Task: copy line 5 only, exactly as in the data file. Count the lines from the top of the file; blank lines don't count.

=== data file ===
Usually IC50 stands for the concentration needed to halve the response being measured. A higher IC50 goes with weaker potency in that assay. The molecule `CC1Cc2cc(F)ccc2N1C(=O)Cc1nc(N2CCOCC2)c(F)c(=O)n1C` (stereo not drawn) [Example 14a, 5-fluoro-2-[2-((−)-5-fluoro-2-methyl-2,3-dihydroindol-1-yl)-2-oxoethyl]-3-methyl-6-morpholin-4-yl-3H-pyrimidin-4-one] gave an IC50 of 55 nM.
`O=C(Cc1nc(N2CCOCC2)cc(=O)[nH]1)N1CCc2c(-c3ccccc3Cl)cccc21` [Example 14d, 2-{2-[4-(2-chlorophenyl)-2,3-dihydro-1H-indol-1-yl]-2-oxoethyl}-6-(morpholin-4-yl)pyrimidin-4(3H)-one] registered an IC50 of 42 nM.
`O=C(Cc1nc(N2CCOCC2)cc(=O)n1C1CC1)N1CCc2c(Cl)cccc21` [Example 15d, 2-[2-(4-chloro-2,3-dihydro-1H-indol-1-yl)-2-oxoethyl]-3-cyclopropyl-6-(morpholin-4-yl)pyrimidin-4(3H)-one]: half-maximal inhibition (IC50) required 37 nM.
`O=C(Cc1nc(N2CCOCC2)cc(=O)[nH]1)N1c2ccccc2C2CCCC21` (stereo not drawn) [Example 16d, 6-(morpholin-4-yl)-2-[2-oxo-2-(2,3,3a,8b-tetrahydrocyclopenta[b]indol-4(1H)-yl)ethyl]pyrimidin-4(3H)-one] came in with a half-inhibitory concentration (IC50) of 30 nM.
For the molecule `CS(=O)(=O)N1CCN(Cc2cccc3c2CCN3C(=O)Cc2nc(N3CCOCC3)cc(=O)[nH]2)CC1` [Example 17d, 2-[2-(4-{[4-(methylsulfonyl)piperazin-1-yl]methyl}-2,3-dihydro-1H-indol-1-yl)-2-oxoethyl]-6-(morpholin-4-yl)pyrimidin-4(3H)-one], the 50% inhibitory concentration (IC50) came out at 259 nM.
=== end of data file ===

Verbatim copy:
For the molecule `CS(=O)(=O)N1CCN(Cc2cccc3c2CCN3C(=O)Cc2nc(N3CCOCC3)cc(=O)[nH]2)CC1` [Example 17d, 2-[2-(4-{[4-(methylsulfonyl)piperazin-1-yl]methyl}-2,3-dihydro-1H-indol-1-yl)-2-oxoethyl]-6-(morpholin-4-yl)pyrimidin-4(3H)-one], the 50% inhibitory concentration (IC50) came out at 259 nM.